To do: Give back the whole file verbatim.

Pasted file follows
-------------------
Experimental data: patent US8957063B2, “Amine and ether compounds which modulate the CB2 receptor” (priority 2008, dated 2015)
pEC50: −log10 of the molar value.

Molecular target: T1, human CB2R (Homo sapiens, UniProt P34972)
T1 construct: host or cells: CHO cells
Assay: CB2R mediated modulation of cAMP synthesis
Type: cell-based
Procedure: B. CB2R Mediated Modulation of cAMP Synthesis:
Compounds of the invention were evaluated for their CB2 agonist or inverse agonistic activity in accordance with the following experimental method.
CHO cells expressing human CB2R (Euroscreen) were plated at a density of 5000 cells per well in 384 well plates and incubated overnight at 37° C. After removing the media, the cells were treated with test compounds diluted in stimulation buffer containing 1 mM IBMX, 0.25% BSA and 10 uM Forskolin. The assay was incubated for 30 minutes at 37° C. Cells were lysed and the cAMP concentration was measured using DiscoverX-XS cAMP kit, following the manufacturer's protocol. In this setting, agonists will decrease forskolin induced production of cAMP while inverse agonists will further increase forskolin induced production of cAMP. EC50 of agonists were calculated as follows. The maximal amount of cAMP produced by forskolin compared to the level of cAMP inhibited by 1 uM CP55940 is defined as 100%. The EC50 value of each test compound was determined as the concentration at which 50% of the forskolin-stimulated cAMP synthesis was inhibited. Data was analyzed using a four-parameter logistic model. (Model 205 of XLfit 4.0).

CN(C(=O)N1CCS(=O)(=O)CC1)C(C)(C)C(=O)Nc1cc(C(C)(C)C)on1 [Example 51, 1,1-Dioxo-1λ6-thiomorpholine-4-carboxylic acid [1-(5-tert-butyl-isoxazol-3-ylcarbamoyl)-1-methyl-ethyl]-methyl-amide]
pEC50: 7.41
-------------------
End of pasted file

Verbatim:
Experimental data: patent US8957063B2, “Amine and ether compounds which modulate the CB2 receptor” (priority 2008, dated 2015)
pEC50: −log10 of the molar value.

Molecular target: T1, human CB2R (Homo sapiens, UniProt P34972)
T1 construct: host or cells: CHO cells
Assay: CB2R mediated modulation of cAMP synthesis
Type: cell-based
Procedure: B. CB2R Mediated Modulation of cAMP Synthesis:
Compounds of the invention were evaluated for their CB2 agonist or inverse agonistic activity in accordance with the following experimental method.
CHO cells expressing human CB2R (Euroscreen) were plated at a density of 5000 cells per well in 384 well plates and incubated overnight at 37° C. After removing the media, the cells were treated with test compounds diluted in stimulation buffer containing 1 mM IBMX, 0.25% BSA and 10 uM Forskolin. The assay was incubated for 30 minutes at 37° C. Cells were lysed and the cAMP concentration was measured using DiscoverX-XS cAMP kit, following the manufacturer's protocol. In this setting, agonists will decrease forskolin induced production of cAMP while inverse agonists will further increase forskolin induced production of cAMP. EC50 of agonists were calculated as follows. The maximal amount of cAMP produced by forskolin compared to the level of cAMP inhibited by 1 uM CP55940 is defined as 100%. The EC50 value of each test compound was determined as the concentration at which 50% of the forskolin-stimulated cAMP synthesis was inhibited. Data was analyzed using a four-parameter logistic model. (Model 205 of XLfit 4.0).

CN(C(=O)N1CCS(=O)(=O)CC1)C(C)(C)C(=O)Nc1cc(C(C)(C)C)on1 [Example 51, 1,1-Dioxo-1λ6-thiomorpholine-4-carboxylic acid [1-(5-tert-butyl-isoxazol-3-ylcarbamoyl)-1-methyl-ethyl]-methyl-amide]
pEC50: 7.41